My impression is that—I’ll give a personal impression here—is that the issue is more the move from multilateral to unilateral moves, and then—and then bilateral negotiations. So this is the issue.

So we have been for many, many years—I’d say decades—constructing a system of multilateralism. The objective was to reduce tariffs, to minimize tariffs, because trade—and this, I really think it exploded after the end of the Cold War. Trade was seen as a driver of growth, and it has been. It has been. And globalization has been an extremely important engine to reduce poverty at the world level. The only problem is that this—those who have paid for that is the middle class in advanced economies, and this is—this is, I think, the political—the political economy aspect of—that justifies these attempts at defending from global factors.

So I think it has an impact through investment first, and then—and then trade. We are still doing very well on the export side. If you talk about Italy, Italy has a surplus in its current account. It has a net foreign position which is balanced. The French is negative, 20 percent of GDP. Spain is 80 percent of GDP negative. Italy is in balance for a foreign position. It has a current account of about 2, 2.5 percent. So the risk is that this is felt.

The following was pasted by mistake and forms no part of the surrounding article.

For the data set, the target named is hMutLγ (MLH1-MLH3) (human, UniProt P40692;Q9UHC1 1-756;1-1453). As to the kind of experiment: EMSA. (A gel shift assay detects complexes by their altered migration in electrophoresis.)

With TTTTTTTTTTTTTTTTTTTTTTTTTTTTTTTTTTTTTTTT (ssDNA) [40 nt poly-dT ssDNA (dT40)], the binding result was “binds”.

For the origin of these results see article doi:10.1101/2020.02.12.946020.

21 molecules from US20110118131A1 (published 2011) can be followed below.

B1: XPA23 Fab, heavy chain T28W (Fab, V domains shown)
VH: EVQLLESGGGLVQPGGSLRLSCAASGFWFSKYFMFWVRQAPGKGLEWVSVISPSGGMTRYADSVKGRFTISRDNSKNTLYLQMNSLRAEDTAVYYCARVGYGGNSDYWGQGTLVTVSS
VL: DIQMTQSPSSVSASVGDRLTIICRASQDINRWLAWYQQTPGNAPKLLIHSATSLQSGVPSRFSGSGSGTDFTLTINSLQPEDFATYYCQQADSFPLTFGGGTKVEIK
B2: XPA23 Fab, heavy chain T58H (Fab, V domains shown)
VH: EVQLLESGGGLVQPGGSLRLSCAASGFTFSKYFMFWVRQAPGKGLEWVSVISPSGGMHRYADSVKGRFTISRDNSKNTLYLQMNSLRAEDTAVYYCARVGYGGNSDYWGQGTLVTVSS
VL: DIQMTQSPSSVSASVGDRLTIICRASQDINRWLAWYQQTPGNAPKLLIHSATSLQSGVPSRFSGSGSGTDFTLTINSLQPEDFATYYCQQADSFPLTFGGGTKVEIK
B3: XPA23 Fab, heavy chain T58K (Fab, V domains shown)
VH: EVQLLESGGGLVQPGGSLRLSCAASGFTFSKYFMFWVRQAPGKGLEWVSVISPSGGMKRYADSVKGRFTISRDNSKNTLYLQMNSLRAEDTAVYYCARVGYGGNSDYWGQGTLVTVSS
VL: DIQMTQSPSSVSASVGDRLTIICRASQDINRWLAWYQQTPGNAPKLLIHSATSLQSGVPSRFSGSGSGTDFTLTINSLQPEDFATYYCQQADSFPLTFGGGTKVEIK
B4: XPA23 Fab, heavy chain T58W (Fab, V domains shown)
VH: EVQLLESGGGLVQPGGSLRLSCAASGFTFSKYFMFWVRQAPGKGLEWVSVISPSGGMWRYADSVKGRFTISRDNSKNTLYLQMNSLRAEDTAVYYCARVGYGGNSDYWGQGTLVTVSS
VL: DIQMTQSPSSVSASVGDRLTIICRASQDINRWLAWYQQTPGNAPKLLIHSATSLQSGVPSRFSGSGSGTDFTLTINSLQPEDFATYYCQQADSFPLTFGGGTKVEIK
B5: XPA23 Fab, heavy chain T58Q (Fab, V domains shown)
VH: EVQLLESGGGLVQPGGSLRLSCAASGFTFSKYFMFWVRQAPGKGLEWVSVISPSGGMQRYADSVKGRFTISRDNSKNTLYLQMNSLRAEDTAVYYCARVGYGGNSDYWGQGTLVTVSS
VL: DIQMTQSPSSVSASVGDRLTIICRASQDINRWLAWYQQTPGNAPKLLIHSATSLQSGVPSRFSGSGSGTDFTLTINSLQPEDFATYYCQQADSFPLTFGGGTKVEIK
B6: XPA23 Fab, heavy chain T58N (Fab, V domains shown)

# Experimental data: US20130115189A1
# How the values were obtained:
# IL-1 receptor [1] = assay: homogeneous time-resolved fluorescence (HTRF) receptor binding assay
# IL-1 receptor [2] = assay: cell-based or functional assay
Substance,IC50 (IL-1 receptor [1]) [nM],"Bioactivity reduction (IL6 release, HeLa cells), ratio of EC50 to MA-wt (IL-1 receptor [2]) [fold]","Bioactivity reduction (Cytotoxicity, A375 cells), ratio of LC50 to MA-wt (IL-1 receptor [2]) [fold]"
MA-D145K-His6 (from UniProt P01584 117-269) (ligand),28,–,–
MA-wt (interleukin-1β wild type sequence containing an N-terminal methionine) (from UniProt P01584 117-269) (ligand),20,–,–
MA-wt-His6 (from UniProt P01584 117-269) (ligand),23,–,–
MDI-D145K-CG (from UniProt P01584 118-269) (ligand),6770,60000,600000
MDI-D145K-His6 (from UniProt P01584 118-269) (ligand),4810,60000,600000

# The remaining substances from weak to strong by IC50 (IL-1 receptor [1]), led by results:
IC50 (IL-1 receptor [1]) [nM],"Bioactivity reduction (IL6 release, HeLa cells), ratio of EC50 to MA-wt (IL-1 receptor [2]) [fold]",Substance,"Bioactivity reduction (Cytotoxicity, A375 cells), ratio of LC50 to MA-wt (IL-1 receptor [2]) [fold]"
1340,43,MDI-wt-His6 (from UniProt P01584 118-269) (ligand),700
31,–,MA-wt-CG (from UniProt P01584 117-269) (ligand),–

IP: Does it feel that since it’s—the biggest trade dispute is, of course, between the United States and China. Europe is actually kind of a witness to that, but is not a participant in that. And yet, it seems that it’s Europe that catches the flu when this, like, you know, virus of protectionism erupts between those countries. Is Europe really an innocent bystander?

VISCO: Well, it is—first of all, we have to talk about global imbalances here and how you define global imbalances, whether the global imbalances are bilateral or the summation of a number of bilateral positions. How important are global value chains? Because perhaps—besides the trade surpluses and—or balances, there are activation of value-added, which is different country by country. So it is a bystander.

We started with China, who had clearly a major surplus for many, many years after its accession to the WTO. And this was the issue that we debated in the G-20 at least I would say since the G-20 became somehow a relevant body—policy body at the world level, so 2008-2009. The Chinese have substantially reduced it. And you really see that on one side there is more imports, which is not only imports of goods; also imports of services. Think of people traveling abroad is a service. Tourism is a service.